She takes a shower every day
and cuts her hair five times a year
but secretly
she longs to be adventure girl;
swinging from the trees and bathing like a monarch
half-naked crazed and dreadlocked
living with the birds
and sister to the wind.

She doesn’t care much
for the colored slips of paper
the machine spits out at her
and she doesn’t understand why
they bleed each other in their hurry to obtain.
She buys a second pair of black flats
she doesn’t want to need
for the only shoes adventure girl wears
are the color of skin–
skin that’s been moisturized with sunlight
not sunblock.

She eats with a fork and spoon
but what she longs for
is a good helping of uncivilization, please,
they can keep their dishwashers.
She loves her skin that’s coarse and covered
and doesn’t understand why she should poke it
and scrub it and slash at it so much.
Let me go into the jungle please, she thinks
as they take her further and further
into the museums and restaurants and concrete stillness
and ooh and awe over plastic
imitations and tamed recklessness.
She wants to see real recklessness.
To be real recklessness.
To eat with her hands and run bare shod in the grass and taste sweat and sea water and golden sunset rays and
never mildly discuss weekend plans or where are you from or how do you like it here or what are your plans for after this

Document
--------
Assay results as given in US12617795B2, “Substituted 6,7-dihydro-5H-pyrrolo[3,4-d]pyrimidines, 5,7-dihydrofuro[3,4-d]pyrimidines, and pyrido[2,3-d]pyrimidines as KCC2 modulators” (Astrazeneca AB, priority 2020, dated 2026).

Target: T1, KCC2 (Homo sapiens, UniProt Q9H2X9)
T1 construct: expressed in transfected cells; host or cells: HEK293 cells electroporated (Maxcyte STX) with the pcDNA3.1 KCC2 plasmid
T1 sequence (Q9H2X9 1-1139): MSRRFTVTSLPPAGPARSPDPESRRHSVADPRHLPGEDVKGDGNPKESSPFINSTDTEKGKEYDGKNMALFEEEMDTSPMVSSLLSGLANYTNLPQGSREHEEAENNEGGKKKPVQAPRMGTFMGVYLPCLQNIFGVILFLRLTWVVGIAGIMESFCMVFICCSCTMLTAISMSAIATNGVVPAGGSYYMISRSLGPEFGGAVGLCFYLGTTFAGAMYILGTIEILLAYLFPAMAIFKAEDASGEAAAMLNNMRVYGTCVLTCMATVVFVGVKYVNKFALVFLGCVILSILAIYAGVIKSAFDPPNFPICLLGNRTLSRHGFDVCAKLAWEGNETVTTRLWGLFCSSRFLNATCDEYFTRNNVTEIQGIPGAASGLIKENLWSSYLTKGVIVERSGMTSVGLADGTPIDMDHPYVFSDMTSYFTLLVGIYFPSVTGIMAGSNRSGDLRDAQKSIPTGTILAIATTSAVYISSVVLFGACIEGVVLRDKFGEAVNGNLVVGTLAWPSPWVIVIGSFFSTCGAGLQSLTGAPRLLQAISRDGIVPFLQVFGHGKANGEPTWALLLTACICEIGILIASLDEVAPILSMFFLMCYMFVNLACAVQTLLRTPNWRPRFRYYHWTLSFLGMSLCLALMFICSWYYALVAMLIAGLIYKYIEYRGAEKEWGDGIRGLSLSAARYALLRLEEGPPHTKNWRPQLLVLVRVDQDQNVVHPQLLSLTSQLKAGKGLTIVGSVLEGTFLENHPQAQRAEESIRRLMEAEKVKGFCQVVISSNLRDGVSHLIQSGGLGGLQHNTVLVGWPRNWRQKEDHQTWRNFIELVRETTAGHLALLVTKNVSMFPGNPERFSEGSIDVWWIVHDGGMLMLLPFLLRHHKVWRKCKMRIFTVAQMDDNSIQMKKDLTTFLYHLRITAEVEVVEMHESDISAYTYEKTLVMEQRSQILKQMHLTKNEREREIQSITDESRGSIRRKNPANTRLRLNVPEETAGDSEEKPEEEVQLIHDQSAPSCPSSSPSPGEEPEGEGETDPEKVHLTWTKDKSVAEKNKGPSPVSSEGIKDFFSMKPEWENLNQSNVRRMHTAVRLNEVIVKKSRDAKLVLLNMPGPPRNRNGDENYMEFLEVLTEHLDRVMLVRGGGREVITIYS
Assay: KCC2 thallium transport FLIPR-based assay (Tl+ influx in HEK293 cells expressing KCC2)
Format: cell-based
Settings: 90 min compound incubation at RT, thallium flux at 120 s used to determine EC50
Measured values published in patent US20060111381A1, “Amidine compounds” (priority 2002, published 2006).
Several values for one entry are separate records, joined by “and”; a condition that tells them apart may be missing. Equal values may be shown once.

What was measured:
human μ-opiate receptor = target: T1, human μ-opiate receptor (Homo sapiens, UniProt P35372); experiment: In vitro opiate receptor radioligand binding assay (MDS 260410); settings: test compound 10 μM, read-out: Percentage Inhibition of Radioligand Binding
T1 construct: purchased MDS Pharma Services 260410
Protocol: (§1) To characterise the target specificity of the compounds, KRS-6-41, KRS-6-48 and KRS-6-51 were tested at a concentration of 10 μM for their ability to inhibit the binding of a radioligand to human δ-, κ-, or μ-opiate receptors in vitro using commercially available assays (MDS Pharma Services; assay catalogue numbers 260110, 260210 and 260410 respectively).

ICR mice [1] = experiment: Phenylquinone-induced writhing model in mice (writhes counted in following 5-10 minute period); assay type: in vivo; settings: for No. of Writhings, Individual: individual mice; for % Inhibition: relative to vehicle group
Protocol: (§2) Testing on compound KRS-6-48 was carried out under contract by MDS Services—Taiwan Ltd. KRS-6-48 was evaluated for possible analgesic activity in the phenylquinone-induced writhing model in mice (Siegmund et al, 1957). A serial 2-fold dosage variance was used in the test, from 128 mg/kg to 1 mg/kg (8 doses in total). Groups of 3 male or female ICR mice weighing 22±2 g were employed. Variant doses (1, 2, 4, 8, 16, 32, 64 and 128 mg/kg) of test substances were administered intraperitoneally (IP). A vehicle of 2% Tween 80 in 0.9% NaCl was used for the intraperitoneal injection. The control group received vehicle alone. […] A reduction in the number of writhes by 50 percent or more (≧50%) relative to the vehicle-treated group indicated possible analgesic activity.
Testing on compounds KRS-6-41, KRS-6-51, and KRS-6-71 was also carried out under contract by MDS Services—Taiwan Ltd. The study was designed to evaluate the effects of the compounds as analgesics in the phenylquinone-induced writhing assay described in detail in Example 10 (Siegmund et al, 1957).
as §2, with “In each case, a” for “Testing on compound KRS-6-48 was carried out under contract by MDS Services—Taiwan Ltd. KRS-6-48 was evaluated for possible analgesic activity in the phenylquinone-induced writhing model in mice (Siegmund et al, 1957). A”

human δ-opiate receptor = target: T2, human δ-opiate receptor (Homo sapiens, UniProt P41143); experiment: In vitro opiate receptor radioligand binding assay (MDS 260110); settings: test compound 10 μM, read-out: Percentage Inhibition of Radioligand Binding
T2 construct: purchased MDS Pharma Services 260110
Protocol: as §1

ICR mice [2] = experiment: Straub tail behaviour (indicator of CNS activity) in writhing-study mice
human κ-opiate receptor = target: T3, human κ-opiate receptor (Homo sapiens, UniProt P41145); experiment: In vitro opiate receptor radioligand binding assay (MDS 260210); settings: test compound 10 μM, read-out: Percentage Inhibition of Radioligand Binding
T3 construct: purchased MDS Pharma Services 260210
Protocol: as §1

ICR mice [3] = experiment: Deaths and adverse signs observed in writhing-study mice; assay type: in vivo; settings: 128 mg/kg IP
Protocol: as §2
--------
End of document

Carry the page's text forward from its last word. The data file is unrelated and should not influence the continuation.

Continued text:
because adventure girl doesn’t plan a lick,
her being sisters to the wind and all,
so why can’t she do the same?

She sits in her blue plastic folding chair
squished right up to the sliding glass window
and it’s dark outside and hot
but the door is open and the breeze is fresh.
She stares
at the three little stars that have battled their way to her eyes,
against the power of the city lights
and smoggy polluted clouds of anguish,
she understands them.
She is one
with them.
She, too, is fighting her way to the surface,
struggling against the might of the skyscraper
scraping at her skin making it milky–
she doesn’t want to be
milky.

She doesn’t want to be
so clean
so civilized.

What she really longs for
is to be
herself;
adventure girl.


The reader brings his or her own experience to the poem and creates meaning. Here is my experience.

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